Note that two of these are mine. The book is thin at just over 200 pieces. And since each “thing” is short, it’s easy to read on the go.

By Kevlin Henney, Trisha Gee,

Why should I read it?

1 author picked 97 Things Every Java Programmer Should Know as one of their favorite books, and they share why you should read it.

What is this book about?

If you want to push your Java skills to the next level, this book provides expert advice from Java leaders and practitioners. You'll be encouraged to look at problems in new ways, take broader responsibility for your work, stretch yourself by learning new techniques, and become as good at the entire craft of development as you possibly can

Edited by Kevlin Henney and Trisha Gee, 97 Things Every Java Programmer Should Know reflects lifetimes of experience writing Java software and living with the process of software development. Great programmers share their collected wisdom to help you rethink Java practices, whether…


Book cover of The Imposter's Handbook: A CS Primer for Self-taught Developers

John Z. Sonmez Author Of Soft Skills: The Software Developer's Life Manual

From my list on fun for software developers.

Why am I passionate about this?

I love to expand my knowledge and learn not just about new technologies, but how things work. I find it fascinating to dig deep into computer programming, technology concepts, and really geek out on things. That’s why I love software development or programming books that aren’t just about some technology and how to do something, but rather books that really make you think and teach you not just programming skills but critical thinking about problem-solving skills. As a software developer for over 15 years and a person who teaches software developers, I have learned that if someone isn’t entertained, they aren’t learning. That’s why I put together a list of fun, entertaining and useful books.

John's book list on fun for software developers

John Z. Sonmez Why did John love this book?

Wow! This book is exactly what every programmer has always wanted to know or even felt guilty about not knowing and it’s all presented in an extremely simplified and fun way.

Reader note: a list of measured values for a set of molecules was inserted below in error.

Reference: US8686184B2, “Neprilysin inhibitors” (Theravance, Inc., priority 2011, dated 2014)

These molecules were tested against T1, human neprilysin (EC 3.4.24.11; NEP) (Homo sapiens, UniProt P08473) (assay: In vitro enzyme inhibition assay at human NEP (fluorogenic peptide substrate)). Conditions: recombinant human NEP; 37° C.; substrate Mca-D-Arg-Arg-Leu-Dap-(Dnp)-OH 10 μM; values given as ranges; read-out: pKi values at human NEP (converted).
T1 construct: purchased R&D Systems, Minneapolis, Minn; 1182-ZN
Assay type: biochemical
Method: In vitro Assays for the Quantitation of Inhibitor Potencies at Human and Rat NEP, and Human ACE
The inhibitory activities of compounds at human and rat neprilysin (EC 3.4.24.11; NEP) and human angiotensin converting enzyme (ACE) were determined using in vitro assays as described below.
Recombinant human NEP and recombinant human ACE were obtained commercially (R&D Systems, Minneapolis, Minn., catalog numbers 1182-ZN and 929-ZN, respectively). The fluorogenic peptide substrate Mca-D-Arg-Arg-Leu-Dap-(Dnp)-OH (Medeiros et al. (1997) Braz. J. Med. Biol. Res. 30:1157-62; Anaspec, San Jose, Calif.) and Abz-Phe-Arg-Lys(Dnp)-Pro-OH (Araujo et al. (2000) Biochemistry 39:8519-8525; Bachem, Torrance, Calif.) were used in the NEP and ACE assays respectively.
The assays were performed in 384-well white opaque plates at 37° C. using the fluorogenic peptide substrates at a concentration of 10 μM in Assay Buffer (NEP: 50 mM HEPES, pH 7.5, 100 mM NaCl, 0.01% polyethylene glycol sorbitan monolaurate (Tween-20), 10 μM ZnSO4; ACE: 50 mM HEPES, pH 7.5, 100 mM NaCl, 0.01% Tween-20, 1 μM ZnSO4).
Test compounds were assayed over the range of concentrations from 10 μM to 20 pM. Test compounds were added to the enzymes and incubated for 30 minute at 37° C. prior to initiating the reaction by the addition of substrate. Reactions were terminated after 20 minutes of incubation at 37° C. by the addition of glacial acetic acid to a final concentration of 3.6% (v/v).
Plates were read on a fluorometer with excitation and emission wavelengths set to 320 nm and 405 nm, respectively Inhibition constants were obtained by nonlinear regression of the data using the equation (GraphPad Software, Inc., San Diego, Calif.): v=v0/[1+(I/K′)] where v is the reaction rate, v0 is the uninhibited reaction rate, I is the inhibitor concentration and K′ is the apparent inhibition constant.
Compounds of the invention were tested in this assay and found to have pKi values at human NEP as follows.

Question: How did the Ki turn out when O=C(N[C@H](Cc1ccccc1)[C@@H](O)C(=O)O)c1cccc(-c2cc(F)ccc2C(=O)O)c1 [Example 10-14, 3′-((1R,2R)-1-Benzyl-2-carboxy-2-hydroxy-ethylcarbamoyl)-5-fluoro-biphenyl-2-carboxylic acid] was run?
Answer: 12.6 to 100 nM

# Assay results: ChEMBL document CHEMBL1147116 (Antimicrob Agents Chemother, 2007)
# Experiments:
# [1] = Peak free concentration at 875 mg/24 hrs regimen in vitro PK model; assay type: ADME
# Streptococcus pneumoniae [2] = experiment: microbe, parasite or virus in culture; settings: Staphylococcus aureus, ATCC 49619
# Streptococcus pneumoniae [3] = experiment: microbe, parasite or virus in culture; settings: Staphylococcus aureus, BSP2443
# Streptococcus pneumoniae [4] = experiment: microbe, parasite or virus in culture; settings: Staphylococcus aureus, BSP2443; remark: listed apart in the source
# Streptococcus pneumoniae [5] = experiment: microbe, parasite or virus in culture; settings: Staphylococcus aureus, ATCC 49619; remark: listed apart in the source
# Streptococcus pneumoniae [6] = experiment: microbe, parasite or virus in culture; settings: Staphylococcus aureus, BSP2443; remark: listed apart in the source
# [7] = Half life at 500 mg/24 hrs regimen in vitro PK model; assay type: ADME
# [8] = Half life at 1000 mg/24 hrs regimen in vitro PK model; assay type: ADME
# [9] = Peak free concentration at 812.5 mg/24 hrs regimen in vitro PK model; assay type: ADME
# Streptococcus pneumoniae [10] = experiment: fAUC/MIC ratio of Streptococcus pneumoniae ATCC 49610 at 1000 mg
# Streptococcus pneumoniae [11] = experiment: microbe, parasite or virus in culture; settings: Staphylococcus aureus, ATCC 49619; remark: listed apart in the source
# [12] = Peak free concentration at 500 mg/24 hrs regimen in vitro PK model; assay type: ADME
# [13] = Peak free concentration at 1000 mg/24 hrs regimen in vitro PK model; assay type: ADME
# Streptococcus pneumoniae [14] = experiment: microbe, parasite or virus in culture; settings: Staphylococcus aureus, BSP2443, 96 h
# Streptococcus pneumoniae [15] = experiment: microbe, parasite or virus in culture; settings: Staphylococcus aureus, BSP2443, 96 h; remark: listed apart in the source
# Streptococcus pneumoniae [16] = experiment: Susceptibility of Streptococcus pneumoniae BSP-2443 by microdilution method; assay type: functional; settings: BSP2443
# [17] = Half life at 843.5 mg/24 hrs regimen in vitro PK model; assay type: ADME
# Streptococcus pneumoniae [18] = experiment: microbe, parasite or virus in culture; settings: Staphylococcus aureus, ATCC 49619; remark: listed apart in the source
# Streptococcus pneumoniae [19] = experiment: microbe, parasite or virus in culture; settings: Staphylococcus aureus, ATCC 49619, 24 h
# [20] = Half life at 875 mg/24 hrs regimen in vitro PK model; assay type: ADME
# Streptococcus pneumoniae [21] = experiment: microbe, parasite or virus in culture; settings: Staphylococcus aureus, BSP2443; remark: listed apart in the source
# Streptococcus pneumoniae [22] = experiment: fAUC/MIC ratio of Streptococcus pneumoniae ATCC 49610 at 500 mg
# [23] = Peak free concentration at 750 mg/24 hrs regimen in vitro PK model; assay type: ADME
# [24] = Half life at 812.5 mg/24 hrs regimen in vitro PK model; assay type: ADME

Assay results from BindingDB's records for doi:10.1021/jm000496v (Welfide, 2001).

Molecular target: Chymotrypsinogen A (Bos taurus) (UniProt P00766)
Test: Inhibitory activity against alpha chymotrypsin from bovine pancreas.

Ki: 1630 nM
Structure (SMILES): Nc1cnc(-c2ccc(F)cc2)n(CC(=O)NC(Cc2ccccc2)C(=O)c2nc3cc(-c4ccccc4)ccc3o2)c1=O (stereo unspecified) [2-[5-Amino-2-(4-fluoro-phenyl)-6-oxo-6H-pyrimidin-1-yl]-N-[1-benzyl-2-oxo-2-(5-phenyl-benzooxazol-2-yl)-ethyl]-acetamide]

This is one of those books where you get excited in the morning when you wake up because you know you are going to be able to read more in the book and you are hoping the book will never end.

It’s rare to find a big book that I enjoyed reading so much and felt so short. This book covers almost everything you ever wondered about computer science. After reading this book, I felt like I finally understood everything a programmer was supposed to know and I no longer felt that nagging feeling of being an imposter.

By Rob Conery,

Why should I read it?

1 author picked The Imposter's Handbook as one of their favorite books, and they share why you should read it.


Book cover of Daemon

Michael C. Bland Author Of The Price of Safety

From my list on a future we probably want to avoid.

Why am I passionate about this?

My father wanted to be an astrophysicist, and as a kid I caught his passion for the future from the many science fiction books he’d left throughout our house. As an adult, the advances in technology have brought the future envisioned in those books closer than ever. My passion for what awaits us led me to write The Price of Safety, which contains innovations that are right around the corner—and have already started to come true (which is freaky), between Elon Musk’s cranial implants to DNA tracking. The world we live in is becoming more like the world in my books. I hope we’re ready! 

Michael's book list on a future we probably want to avoid

Michael C. Bland Why did Michael love this book?

Suarez’s debut novel focuses on an all too real possibility of our future—and the dangers we could face.

Daemon warns of our reliance on computers as he tells a fast-paced story about a massive software program that awakens and initiates a terrible plan no one can decipher. We seem to accept that computers are programmed with our best interest in mind, though few truly know everything hidden in those endless lines of code.